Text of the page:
Another article reports on opportunities for progress that could be learned from the success of HIV activism in sub-Saharan Africa where health professionals and civil society activists have formed alliances to demand constitutional rights to health care for people living with HIV. A recent attempt by health activists in Uganda to use the courts to establish the constitutional rights of women to quality maternal health care failed, but the NGOs involved have promised to appeal…watch this space.
Read the full editorial of RHM’s recent issue Maternal mortality or women’s health: time for action
16/07/2012 Comments Off on The morning after: the beginnings of an assessment of the FP Summit
Editor, Reproductive Health Matters
13 July 2012
From a communications point of view, the FP Summit was a raving success. Newspapers, TV and radio all over the world covered it. Around the globe everyone reached by the media heard how wonderful family planning is and how neglected it has been, the Lancet launched a special edition , Guttmacher and others released facts and figures showing the extent of unmet need. Across the women’s health movement the listserves, Facebook and Twitter were full of it. All in all, the day – and many of the messages it gave birth to – had enthusiastic, even missionary, overtones.
On the absolutely fabulous side, Melinda Gates’ challenge to the Pope to acknowledge that contraception is ‘not controversial’ even amongst Catholic women, is likely to rock the foundations of the Vatican’s whole policy on abstinence, condoms and contraception from the grassroots of the Catholic church up. It was God’s gift to Catholics for Choice, who will be promoting Condoms-for-Life and safer sex at the upcoming AIDS conference later this month.
Also on the plus side, there were representatives of governments and many, many others who are making progressive change happen in their countries, and who spoke out about it. These are people who can make a big difference when they get home who did support comprehensive sexual and reproductive health and rights from the podium and the floor of the meeting, and who insisted that family planning services can only be provided within that wider remit. There were people who needed to learn what it was all about, some of whom were too young to have lived the history, but who came with strong pro-choice views.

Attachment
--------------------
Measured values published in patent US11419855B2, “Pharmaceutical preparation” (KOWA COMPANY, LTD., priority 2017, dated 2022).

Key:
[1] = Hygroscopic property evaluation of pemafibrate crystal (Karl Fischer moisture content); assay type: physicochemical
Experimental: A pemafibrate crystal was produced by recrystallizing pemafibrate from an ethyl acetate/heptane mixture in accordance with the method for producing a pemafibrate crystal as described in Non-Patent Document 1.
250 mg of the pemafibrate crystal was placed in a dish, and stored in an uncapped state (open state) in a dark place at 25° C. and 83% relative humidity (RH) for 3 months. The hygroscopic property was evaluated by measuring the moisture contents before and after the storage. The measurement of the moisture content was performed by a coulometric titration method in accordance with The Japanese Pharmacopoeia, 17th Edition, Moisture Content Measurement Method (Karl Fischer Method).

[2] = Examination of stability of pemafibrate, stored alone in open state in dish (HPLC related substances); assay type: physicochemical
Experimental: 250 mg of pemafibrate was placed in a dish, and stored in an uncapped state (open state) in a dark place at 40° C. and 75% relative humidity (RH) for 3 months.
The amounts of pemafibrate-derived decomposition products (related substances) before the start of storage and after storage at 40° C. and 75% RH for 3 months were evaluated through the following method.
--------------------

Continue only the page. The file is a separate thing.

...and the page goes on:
The media exposure of the value of family planning has a huge potential for good, because it will have reached people who didn’t know family planning existed or whether it’s good for them and safe, and others who have never had a chance to talk about these matters with others. It will also have put fertility control as a public good on the map around the world. And hopefully it will spur those with expertise in sexuality and reproduction to start talking about what they know, and what is and is not true amongst all the hoopla – and to assert that the power of money must not be allowed to take precedence over public health values and human rights principles, or the values of knowledge and truth.
On the oh-God-help-us-no-no-no side, though, Melinda Gates anointed herself as the new saviour of women’s and children’s health, and the press ate it up in both pictures and words. Some of the best people in the field of sexual and reproductive health, were unexpectedly uncritical, singing the praises of this wonderful opportunity. Perhaps not surprising given the historical shortfall in funding for family planning.
A golden moment, the kind that big money and a Tory government are at home in, stage-managed by a slick public relations company called McKinsey (who describe themselves as “the trusted advisor and counsellor to many of the world’s most influential businesses and institutions”). With big pharma, having abandoned contraceptives for many years, talking about the opportunity (“70% of this market is under-served”) to make a profit from family planning needs and then give some of it back to women – as a charitable gift. Patting each other on the back for being so wonderful as to finally have recognised that women have health needs they can exploit. A truly Hollywood event, except this is not entertainment. This is women’s lives.
This golden moment, which had to happen mainly because so many governments have failed to take responsibility for the public health needs of their citizens, for maternal health, family planning, abortion, sexual health, in the only equitable manner that works – by providing publicly funded, well-resourced services.
It was a day that showed the world it was possible for one very well-meaning woman, backed by the power and money of her husband, to direct global policy and claim ownership of the provision of family planning to 120 million women and at the same time, to disparage and stigmatise women’s need for abortion to the entire world – and get away with it without being challenged. She had the courage to challenge the Pope. It is a shame that a summit attended by many of the world’s experts on these subjects could not emulate her bravery and challenge her in return.